Because we conduct annual surveys and have a consistent core of questions, repeated measurements over time potentially allow inferences to be made on time trends where data collection procedures and other threats to the reliability of data can be shown to be constant or be effectively controlled. These trend analyses are most usefully pursued when we look at trends within subgroups e.g. age groups or association with clubbing. Following analysis of annual drug use prevalence data within specific populations, consideration of the statistical significance of the observed time trends is undertaken with logistic and multiple regression for prevalence and continuous data respectively. In our previous work (1999-2004) on patterns of stimulant and hallucinogen use over time the main effect of time (year 1 – 5) was the principal independent variable under study. Additional variables were also included in these models to control for potential confounding, such as included: age, gender, number of responses per year; and potential prior study participation (McCambridge et al 2005a 2005b 2005c, 2006). We plan on utilising this method again next year to provide a time trend analysis of the patterns of new drug trends and prescription drug use over a 5-year time frame in 2016 and 2017. Finally, given the vast number of countries represented, the data can capture the effects of country-based policy changes. For example, the NPS bill in NZ or the Novel Psychoactive Drugs Bill passed in May 2016 in the UK.

In conclusion

  • GDS uses on-line survey methods and partnership with global media giants to recruit very large numbers of people who use drugs and alcohol from around the world.
  • The GDS database is huge, but its non-probability sample means analyses are suited to highlight differences among user populations.
  • GDS is designed to answer comparison questions that are not dependent on probability samples.
  • GDS is translated into 10 languages and has partners in over 20 countries.
  • GDS has access to thousands of real-life, real-time stories of people in your country as they make decisions about drug use.
  • GDS lets you target, design, and justify intervention programs for different regions of your country, age/gender population segments, and types of harm.
  • GDS reaches hidden, sentinel and hard to reach populations.
  • GDS samples allows you to effectively compare population segments – young, old, males, females, gay, straight, clubbers, thin people, obese people, vegetarians, those with a current psychiatric symptoms and diagnoses, students, northerners, southerners.
  • GDS can help add numbers and depth to the findings of more rigorous, though less detailed and smaller, survey findings.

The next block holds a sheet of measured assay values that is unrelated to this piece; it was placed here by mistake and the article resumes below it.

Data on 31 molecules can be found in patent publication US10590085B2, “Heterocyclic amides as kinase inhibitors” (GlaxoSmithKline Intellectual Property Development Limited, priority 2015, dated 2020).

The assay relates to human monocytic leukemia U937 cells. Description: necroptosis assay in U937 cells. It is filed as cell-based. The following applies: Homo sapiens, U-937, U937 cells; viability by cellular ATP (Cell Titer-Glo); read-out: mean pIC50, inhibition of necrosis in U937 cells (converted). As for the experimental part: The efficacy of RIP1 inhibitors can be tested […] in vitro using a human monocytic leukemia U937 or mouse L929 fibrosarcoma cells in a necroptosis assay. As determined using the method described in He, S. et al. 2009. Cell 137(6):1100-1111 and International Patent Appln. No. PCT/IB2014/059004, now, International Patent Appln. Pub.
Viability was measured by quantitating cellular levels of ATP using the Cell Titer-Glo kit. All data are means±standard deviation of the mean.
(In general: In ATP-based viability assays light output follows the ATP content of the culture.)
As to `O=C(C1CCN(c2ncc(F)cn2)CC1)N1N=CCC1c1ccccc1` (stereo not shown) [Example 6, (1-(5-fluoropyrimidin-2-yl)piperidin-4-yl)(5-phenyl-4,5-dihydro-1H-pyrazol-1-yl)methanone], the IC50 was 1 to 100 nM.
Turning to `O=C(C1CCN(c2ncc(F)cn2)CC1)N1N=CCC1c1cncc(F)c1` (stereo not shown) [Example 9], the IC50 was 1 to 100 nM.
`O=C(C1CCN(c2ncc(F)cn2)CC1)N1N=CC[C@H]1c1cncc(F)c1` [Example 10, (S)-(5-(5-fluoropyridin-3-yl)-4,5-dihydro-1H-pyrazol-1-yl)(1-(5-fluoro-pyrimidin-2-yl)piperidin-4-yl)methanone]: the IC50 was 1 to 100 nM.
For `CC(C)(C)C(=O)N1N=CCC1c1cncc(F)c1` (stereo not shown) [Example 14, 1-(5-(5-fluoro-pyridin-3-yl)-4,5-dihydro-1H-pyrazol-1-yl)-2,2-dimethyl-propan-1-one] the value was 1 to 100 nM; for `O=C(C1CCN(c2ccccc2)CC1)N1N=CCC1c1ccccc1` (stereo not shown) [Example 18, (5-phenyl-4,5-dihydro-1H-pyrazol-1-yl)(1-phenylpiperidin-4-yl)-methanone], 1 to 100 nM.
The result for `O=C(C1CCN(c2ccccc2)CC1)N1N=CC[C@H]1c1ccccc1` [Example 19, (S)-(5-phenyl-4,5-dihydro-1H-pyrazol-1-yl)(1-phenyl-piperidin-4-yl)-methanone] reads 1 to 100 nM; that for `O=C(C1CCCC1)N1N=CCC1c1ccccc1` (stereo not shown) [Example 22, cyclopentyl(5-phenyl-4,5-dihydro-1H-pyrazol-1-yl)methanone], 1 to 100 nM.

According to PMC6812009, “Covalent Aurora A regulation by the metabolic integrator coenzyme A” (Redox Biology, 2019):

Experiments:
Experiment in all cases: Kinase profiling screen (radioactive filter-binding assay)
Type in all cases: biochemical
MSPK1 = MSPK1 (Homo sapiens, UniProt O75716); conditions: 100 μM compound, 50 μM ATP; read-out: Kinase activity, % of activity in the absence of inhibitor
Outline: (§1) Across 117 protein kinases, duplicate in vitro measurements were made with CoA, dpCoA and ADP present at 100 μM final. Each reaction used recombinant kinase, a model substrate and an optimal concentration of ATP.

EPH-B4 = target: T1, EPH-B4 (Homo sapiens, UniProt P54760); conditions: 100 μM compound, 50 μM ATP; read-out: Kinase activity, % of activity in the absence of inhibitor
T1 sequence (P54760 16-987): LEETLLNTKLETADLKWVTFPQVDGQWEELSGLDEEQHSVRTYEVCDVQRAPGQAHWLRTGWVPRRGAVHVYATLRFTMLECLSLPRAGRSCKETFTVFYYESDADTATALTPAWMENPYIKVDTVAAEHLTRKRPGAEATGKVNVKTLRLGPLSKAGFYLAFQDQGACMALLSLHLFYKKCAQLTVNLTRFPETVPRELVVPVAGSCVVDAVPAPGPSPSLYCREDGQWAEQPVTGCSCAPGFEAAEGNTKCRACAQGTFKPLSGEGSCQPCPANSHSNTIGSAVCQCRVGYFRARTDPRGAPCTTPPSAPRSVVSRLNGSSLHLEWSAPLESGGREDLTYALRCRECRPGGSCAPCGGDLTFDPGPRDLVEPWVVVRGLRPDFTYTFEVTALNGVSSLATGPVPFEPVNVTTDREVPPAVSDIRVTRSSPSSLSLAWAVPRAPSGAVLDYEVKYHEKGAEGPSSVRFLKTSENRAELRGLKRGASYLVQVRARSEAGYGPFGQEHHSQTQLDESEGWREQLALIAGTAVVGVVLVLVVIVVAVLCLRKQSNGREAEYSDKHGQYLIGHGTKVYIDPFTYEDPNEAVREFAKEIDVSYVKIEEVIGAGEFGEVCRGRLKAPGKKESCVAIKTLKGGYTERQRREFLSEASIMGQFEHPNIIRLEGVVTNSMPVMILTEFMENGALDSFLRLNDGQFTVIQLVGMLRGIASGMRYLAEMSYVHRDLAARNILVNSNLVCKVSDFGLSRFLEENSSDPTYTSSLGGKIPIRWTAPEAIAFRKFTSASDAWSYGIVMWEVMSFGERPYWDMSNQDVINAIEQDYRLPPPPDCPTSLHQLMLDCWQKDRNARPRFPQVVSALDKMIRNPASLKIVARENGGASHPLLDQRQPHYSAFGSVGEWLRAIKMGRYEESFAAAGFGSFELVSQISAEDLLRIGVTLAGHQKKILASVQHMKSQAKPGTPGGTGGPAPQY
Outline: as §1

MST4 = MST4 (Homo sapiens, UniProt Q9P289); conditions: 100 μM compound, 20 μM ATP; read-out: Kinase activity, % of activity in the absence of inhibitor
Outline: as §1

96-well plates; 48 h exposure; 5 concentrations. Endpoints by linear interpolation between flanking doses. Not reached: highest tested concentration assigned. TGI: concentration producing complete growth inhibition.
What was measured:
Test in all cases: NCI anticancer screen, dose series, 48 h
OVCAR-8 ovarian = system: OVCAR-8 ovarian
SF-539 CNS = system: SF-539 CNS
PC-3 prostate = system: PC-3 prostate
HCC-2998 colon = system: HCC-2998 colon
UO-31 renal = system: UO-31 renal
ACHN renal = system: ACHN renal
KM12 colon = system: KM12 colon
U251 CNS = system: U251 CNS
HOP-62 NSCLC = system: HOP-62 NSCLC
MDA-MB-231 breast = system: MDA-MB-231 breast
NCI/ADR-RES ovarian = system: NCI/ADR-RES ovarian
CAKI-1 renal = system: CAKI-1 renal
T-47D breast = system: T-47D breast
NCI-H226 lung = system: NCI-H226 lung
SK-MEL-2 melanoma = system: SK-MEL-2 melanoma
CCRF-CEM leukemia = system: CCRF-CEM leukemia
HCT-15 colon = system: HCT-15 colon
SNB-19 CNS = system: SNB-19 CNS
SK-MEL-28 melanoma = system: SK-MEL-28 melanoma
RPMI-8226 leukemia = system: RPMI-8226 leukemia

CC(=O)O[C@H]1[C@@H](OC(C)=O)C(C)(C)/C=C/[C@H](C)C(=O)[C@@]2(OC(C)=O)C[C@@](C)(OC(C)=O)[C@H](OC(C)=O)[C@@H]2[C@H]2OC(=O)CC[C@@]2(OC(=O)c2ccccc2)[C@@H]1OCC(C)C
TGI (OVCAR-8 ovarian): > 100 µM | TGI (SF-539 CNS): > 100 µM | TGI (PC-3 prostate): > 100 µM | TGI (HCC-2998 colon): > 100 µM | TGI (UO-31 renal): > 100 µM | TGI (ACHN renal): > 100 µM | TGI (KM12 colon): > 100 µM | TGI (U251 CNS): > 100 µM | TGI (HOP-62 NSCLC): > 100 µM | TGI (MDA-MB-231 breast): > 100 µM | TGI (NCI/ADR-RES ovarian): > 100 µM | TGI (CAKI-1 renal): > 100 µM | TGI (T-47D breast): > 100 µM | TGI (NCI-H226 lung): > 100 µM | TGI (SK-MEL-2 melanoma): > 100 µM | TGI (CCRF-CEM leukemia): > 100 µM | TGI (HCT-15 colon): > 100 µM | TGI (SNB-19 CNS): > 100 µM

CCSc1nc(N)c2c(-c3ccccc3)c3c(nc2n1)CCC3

• GDS puts you on top of emerging drug trends in your country and major cities.

Recent peer reviewed papers derived from GDS data


Barratt, M.J., Ferris, J.A. and Winstock, A.R., 2016. Safer scoring? Cryptomarkets, social supply and drug market violence. International Journal of Drug Policy. Barratt, M.J., Ferris, J.A. and Winstock, A.R., 2016. Safer scoring? Cryptomarkets, social supply and drug market violence. International Journal of Drug Policy.

Kaar, S.J., Ferris, J., Waldron, J., Devaney, M., Ramsey, J. and Winstock, A.R., 2016. Up: The rise of nitrous oxide abuse. An international survey of contemporary nitrous oxide use. Journal of Psychopharmacology, 30(4), pp.395-401.

Hindocha, C., Freeman, T.P., Winstock, A.R. and Lynskey, M.T., 2016. Vaping cannabis (marijuana) has the potential to reduce tobacco smoking in cannabis users. Addiction, 111(2), pp.375-375.


Bellis, M.A., Quigg, Z., Hughes, K., Ashton, K., Ferris, J. and Winstock, A., 2015. Harms from other people’s drinking: an international survey of their occurrence, impacts on feeling safe and legislation relating to their control. BMJ open, 5(12), p.e010112.

Winstock, A., Lynskey, M., Borschmann, R. and Waldron, J., 2015. Risk of emergency medical treatment following consumption of cannabis or synthetic cannabinoids in a large global sample. Journal of Psychopharmacology, 29(6), pp.698-703.

Morley, K.I., Lynskey, M.T., Moran, P., Borschmann, R. and Winstock, A.R., 2015. Polysubstance use, mental health and high?risk behaviours: Results from the 2012 Global Drug Survey. Drug and alcohol review, 34(4), pp.427-437.

Winstock, A., 2015. New health promotion for chemsex and ?-hydroxybutyrate (GHB). BMJ, 351, p.h6281.

Uosukainen, H., Tacke, U. and Winstock, A.R., 2015. Self-reported prevalence of dependence of MDMA compared to cocaine, mephedrone and ketamine among a sample of recreational poly-drug users. International Journal of Drug Policy, 26(1), pp.78-83.

Stevens, A., Barratt, M., Lenton, S., Ridout, M. and Winstock, A., 2015. Social Bias in the Policing of Illicit Drug Users in the UK and Australia: Findings from a Self-Report Study. Available at SSRN 2618393.

Garnett, C., Crane, D., West, R., Michie, S., Brown, J. and Winstock, A., 2015. Normative misperceptions about alcohol use in the general population of drinkers: A cross-sectional survey. Addictive behaviors, 42, pp.203-206.